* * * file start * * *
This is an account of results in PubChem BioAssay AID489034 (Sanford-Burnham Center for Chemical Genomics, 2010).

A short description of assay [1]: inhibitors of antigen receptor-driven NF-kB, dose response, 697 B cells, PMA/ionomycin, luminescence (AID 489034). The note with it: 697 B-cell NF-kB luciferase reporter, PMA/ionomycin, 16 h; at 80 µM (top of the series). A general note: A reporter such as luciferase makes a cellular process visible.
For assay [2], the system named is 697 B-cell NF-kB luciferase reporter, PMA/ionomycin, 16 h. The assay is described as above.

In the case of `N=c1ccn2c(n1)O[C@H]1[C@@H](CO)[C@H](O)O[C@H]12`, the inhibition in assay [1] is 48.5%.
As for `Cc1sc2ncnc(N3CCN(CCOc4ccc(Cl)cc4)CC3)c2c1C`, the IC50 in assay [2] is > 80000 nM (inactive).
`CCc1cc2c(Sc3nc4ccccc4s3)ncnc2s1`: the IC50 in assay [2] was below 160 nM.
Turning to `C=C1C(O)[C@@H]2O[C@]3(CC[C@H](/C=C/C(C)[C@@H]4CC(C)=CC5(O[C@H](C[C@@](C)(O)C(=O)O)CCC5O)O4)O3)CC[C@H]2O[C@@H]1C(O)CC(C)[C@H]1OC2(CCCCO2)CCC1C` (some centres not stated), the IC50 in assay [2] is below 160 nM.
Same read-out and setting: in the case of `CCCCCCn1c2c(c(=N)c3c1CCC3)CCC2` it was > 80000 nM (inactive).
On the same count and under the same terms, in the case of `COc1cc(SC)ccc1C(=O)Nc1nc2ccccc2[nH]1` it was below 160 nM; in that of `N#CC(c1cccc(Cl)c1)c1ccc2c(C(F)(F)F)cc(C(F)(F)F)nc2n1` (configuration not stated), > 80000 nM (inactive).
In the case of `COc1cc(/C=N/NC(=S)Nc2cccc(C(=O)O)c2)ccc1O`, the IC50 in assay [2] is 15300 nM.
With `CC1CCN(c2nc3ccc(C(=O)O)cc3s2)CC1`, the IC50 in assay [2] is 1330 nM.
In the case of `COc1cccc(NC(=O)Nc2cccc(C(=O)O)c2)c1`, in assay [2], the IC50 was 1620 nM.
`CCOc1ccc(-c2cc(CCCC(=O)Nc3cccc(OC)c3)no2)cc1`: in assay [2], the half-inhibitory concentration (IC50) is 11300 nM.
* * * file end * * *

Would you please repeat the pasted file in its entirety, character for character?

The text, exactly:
This is an account of results in PubChem BioAssay AID489034 (Sanford-Burnham Center for Chemical Genomics, 2010).

A short description of assay [1]: inhibitors of antigen receptor-driven NF-kB, dose response, 697 B cells, PMA/ionomycin, luminescence (AID 489034). The note with it: 697 B-cell NF-kB luciferase reporter, PMA/ionomycin, 16 h; at 80 µM (top of the series). A general note: A reporter such as luciferase makes a cellular process visible.
For assay [2], the system named is 697 B-cell NF-kB luciferase reporter, PMA/ionomycin, 16 h. The assay is described as above.

In the case of `N=c1ccn2c(n1)O[C@H]1[C@@H](CO)[C@H](O)O[C@H]12`, the inhibition in assay [1] is 48.5%.
As for `Cc1sc2ncnc(N3CCN(CCOc4ccc(Cl)cc4)CC3)c2c1C`, the IC50 in assay [2] is > 80000 nM (inactive).
`CCc1cc2c(Sc3nc4ccccc4s3)ncnc2s1`: the IC50 in assay [2] was below 160 nM.
Turning to `C=C1C(O)[C@@H]2O[C@]3(CC[C@H](/C=C/C(C)[C@@H]4CC(C)=CC5(O[C@H](C[C@@](C)(O)C(=O)O)CCC5O)O4)O3)CC[C@H]2O[C@@H]1C(O)CC(C)[C@H]1OC2(CCCCO2)CCC1C` (some centres not stated), the IC50 in assay [2] is below 160 nM.
Same read-out and setting: in the case of `CCCCCCn1c2c(c(=N)c3c1CCC3)CCC2` it was > 80000 nM (inactive).
On the same count and under the same terms, in the case of `COc1cc(SC)ccc1C(=O)Nc1nc2ccccc2[nH]1` it was below 160 nM; in that of `N#CC(c1cccc(Cl)c1)c1ccc2c(C(F)(F)F)cc(C(F)(F)F)nc2n1` (configuration not stated), > 80000 nM (inactive).
In the case of `COc1cc(/C=N/NC(=S)Nc2cccc(C(=O)O)c2)ccc1O`, the IC50 in assay [2] is 15300 nM.
With `CC1CCN(c2nc3ccc(C(=O)O)cc3s2)CC1`, the IC50 in assay [2] is 1330 nM.
In the case of `COc1cccc(NC(=O)Nc2cccc(C(=O)O)c2)c1`, in assay [2], the IC50 was 1620 nM.
`CCOc1ccc(-c2cc(CCCC(=O)Nc3cccc(OC)c3)no2)cc1`: in assay [2], the half-inhibitory concentration (IC50) is 11300 nM.